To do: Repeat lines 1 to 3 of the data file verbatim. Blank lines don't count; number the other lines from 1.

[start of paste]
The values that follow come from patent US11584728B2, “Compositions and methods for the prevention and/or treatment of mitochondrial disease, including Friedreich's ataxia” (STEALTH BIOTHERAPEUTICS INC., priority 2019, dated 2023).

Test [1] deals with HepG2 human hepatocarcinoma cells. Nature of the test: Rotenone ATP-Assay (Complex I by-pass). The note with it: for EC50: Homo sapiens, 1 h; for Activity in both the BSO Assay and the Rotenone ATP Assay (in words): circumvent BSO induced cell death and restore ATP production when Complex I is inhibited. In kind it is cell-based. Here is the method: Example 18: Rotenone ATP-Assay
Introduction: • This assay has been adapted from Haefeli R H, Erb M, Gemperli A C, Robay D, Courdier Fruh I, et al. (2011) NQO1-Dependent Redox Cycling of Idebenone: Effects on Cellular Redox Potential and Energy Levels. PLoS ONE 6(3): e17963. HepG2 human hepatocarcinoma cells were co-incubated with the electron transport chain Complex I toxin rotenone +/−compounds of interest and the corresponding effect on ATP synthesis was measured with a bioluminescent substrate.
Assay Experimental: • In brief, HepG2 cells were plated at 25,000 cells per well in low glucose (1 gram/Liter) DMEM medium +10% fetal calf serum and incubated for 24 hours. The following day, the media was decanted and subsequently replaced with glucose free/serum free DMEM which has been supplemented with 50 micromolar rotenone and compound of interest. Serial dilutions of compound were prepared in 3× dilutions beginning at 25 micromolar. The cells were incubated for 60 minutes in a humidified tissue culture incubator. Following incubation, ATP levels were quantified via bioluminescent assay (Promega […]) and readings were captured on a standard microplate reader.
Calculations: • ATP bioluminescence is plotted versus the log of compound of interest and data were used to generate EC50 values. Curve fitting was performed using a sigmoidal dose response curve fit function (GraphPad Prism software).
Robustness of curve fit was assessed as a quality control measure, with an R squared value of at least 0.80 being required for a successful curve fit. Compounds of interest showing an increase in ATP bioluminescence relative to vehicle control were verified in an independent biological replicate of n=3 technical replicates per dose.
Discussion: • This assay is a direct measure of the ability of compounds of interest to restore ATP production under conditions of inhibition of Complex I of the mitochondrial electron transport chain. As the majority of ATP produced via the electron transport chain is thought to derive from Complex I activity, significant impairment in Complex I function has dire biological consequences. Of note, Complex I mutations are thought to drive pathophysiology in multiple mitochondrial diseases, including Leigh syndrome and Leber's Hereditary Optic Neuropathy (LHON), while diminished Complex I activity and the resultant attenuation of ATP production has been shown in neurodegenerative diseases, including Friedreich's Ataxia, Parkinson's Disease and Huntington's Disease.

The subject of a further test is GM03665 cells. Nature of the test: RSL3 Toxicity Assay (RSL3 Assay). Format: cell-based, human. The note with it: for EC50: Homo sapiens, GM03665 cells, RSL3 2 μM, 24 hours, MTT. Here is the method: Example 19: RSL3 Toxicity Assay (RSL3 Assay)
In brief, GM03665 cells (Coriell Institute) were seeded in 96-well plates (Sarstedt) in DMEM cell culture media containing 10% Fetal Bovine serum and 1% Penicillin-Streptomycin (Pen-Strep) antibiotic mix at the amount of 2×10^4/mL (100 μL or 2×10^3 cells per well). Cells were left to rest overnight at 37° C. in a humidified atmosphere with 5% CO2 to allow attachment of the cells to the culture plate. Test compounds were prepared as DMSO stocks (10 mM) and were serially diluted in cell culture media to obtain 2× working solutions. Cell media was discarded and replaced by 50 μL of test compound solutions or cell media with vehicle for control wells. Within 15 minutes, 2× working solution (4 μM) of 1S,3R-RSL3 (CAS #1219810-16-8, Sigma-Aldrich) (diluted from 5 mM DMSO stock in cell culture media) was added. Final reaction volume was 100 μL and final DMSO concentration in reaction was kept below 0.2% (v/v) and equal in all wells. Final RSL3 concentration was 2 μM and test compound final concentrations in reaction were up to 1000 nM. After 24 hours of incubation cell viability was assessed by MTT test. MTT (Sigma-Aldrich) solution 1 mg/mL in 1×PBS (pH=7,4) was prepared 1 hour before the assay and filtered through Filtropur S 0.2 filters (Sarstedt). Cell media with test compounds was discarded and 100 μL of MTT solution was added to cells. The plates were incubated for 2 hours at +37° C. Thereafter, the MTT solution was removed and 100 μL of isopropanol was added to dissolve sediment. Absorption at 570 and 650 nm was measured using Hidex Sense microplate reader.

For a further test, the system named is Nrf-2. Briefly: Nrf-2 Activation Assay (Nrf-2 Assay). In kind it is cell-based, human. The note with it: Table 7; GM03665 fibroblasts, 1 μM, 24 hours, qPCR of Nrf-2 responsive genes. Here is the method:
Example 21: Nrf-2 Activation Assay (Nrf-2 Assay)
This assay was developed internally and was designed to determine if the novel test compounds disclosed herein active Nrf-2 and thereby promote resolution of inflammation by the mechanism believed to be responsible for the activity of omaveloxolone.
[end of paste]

The values that follow come from patent US11584728B2, “Compositions and methods for the prevention and/or treatment of mitochondrial disease, including Friedreich's ataxia” (STEALTH BIOTHERAPEUTICS INC., priority 2019, dated 2023).

Test [1] deals with HepG2 human hepatocarcinoma cells. Nature of the test: Rotenone ATP-Assay (Complex I by-pass). The note with it: for EC50: Homo sapiens, 1 h; for Activity in both the BSO Assay and the Rotenone ATP Assay (in words): circumvent BSO induced cell death and restore ATP production when Complex I is inhibited. In kind it is cell-based. Here is the method: Example 18: Rotenone ATP-Assay
Introduction: • This assay has been adapted from Haefeli R H, Erb M, Gemperli A C, Robay D, Courdier Fruh I, et al. (2011) NQO1-Dependent Redox Cycling of Idebenone: Effects on Cellular Redox Potential and Energy Levels. PLoS ONE 6(3): e17963. HepG2 human hepatocarcinoma cells were co-incubated with the electron transport chain Complex I toxin rotenone +/−compounds of interest and the corresponding effect on ATP synthesis was measured with a bioluminescent substrate.